And when you’re ready, schedule your test drive.


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How to negotiate your new car price

Start by learning the car’s true value. You’ll want to do this for every new car you test drive.

New car pricing can be very confusing, so take a look at the following definitions before you start your research.

Learn about car pricing models

  •        MSRP – This is the Manufacturer’s Suggested Retail Price (MSRP). It’s the full retail price of the vehicle, and it’s probably not what you’ll pay.
  •       Invoice – You’ll hear the term “invoice price” thrown around often, but what does this actually mean? Invoice is the price the dealer likely has paid for the vehicle. And this is sometimes confusing to people because there are some rare cases where someone will get a deal that's below invoice. This is usually because the invoice price doesn't include any incentives or rebates available. It's important to note that there aren't always rebates and incentives, so below invoice pricing often isn't possible. Unfortunately, it's very difficult to know the exact bottom line price you might be able to get, so that's why it's best to work from a fair market value like what you'll find on KBB.com.
  •     Consumer pricing – With the advent of the internet, there’s more information available than ever. Today, you can actually find out what people in your area are paying for the same make and model. You can find this information on Edmunds.com. This is probably your best negotiation tool. If other people can get a deal, there’s a chance you can pay that price too.
 
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Stay firm on your budget

      Remember that you set a budget for a reason. Stick with it. The salesperson may try to persuade you to spend a little extra on enhancements, but if it’s not within your budget, don’t budge.

      Remember that you’re financing anything above your down payment, so a $1,000 addon will cost more than $1,000 over the life of your vehicle – especially when you consider tax and interest. These may seem like small decisions when you break them down to monthly payments, but it’s still your money. Know exactly what you’re willing to spend before you enter the dealership.

     And here’s another thing to remember…

     A good car salesperson will get you to consider things you’ve already declined on your own. But if you’ve already gone through the pros and cons and made your decision at home, there’s nothing left to discuss. It doesn’t matter how great those leather seats sound when someone else is hyping them up, you’ve already decided against them. And that’s that.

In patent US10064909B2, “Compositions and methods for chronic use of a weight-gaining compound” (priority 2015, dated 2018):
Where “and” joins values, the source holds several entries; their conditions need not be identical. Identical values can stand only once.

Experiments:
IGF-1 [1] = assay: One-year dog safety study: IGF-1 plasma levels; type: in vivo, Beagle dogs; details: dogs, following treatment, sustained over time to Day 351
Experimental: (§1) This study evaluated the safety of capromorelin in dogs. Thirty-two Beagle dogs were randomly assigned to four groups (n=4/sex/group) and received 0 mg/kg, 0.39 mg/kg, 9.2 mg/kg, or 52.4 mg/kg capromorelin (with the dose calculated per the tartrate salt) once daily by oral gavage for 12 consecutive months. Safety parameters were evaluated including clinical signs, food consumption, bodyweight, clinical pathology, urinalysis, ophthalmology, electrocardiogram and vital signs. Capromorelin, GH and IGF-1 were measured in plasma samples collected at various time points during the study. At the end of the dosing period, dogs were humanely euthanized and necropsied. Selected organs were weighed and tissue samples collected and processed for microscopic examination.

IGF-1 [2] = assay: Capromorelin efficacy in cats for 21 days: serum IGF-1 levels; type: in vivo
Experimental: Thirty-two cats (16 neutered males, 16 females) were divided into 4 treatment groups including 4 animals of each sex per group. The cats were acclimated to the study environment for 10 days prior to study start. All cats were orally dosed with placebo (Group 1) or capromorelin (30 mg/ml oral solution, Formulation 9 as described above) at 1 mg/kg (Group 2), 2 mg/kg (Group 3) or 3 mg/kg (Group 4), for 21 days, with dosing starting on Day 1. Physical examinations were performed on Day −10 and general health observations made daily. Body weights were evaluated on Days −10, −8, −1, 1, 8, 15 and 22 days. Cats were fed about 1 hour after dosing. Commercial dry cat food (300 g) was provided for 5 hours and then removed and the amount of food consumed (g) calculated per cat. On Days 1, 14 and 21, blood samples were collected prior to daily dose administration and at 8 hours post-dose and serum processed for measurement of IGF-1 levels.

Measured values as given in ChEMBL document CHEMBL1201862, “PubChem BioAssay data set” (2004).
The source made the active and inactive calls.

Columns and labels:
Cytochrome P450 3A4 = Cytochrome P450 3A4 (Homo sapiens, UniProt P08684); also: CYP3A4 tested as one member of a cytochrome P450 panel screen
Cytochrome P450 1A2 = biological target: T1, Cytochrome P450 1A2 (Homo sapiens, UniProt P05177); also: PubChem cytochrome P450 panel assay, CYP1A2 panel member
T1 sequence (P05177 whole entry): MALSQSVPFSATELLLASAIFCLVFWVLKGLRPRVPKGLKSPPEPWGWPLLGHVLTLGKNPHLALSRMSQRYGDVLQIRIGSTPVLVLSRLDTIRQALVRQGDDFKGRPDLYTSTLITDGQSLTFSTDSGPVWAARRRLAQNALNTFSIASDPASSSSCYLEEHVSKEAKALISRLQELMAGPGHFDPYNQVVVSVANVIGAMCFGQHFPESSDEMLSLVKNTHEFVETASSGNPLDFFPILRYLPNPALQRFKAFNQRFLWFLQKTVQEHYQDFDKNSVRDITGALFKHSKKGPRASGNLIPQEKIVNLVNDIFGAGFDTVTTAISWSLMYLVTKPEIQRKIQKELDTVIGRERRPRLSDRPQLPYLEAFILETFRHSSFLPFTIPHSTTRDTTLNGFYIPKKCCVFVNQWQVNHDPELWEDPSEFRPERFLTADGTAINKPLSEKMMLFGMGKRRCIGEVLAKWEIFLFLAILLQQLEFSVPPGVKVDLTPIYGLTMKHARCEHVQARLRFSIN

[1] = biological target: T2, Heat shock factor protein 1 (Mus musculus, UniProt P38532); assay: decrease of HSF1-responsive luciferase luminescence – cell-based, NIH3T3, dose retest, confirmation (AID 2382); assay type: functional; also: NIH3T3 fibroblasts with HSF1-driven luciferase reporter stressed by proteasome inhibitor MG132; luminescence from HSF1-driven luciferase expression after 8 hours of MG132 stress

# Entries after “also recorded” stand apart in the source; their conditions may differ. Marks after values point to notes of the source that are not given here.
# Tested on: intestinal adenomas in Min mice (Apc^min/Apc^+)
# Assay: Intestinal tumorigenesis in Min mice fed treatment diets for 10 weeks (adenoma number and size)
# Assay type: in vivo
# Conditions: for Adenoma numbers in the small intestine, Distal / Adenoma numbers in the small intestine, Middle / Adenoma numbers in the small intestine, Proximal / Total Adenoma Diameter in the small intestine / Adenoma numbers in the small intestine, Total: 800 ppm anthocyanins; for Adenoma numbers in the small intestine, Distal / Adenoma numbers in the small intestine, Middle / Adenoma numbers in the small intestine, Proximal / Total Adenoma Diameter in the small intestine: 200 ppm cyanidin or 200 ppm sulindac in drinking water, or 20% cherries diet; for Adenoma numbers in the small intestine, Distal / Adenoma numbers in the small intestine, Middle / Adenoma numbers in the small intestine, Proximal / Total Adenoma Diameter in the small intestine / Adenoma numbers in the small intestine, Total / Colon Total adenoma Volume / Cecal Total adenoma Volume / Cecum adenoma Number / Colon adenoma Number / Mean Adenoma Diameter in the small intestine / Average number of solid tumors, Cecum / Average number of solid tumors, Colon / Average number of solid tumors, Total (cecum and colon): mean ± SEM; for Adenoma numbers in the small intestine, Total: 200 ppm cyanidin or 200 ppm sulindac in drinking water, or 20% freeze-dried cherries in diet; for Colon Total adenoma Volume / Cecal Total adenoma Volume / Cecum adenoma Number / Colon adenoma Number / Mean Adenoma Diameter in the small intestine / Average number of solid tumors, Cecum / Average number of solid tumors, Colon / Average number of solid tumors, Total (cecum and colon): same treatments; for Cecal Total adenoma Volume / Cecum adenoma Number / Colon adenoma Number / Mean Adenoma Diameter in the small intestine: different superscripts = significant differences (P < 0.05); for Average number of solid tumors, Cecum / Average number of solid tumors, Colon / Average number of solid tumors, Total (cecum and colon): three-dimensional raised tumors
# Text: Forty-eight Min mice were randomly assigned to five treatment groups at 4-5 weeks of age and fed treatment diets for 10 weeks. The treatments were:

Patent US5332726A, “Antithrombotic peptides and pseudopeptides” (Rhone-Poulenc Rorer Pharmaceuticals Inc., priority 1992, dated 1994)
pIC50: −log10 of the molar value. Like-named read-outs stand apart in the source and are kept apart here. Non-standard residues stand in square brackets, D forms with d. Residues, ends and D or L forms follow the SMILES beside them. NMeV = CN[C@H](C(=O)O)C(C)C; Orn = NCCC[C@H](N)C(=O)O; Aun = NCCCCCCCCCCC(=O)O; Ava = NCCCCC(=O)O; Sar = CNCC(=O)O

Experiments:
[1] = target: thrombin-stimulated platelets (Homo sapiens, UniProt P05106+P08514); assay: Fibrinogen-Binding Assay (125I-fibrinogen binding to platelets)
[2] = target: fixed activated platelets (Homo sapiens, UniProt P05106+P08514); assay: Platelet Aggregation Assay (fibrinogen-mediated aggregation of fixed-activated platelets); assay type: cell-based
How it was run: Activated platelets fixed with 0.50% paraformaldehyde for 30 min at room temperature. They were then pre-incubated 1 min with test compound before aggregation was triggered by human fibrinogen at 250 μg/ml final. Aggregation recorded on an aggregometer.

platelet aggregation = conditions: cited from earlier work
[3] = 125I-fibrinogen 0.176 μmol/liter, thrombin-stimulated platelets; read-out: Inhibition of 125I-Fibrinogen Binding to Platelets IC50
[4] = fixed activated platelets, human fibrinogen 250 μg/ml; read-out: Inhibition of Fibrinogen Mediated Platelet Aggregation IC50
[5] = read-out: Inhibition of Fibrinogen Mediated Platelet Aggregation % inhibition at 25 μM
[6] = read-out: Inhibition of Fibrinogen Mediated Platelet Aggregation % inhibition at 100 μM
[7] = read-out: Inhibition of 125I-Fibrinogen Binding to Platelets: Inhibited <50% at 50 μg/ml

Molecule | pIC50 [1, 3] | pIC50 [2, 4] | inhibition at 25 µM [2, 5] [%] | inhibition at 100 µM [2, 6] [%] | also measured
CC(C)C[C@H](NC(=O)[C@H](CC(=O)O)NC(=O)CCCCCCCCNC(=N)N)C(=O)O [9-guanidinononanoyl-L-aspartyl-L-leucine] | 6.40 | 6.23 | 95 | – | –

The only exception to this is when you’re talking about the warranty. As a first-time car buyer, you may really want to consider the peace of mind that comes with an extended warranty. It’s not mandatory by any means, but it’s something you should consider.


 3 things you’ll need when you’re ready to buy

     After you’ve done the test drive and settled on a price, there are a few things you’ll need:

  •     Personal check – You’ll probably need a personal check for the down payment because most dealers don’t allow this payment through a credit card. If you have any questions, call the dealership ahead of time.
  •     Driver’s license – It should come as no surprise that you’ll need your driver’s license to test drive and purchase a car.
  •     Proof of insurance – Before you can drive the car off the lot, it will need to be registered and insured. The dealer can help you register the car, but you’ll need to handle the insurance policy yourself. Fortunately, this is easy and is just a quick call to your insurance company. To expedite the process, you can get quotes in advance of your test drive, so all you have to do is confirm details after you’ve made your decision.
 
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Conclusion

      The new car buying process is exciting, but it can also seem overwhelming. Take your time to think about your needs and budget. And feel free to contact us with any questions you may have along the way. We’re here to help throughout your car buying journey.